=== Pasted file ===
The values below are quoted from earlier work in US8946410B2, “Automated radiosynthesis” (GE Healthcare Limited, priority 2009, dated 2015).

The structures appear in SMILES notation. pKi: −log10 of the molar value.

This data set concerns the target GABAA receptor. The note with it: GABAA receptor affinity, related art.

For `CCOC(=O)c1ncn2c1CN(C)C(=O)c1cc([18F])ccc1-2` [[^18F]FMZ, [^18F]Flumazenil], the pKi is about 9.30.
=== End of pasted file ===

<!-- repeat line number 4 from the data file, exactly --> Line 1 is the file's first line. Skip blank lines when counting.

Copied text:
For `CCOC(=O)c1ncn2c1CN(C)C(=O)c1cc([18F])ccc1-2` [[^18F]FMZ, [^18F]Flumazenil], the pKi is about 9.30.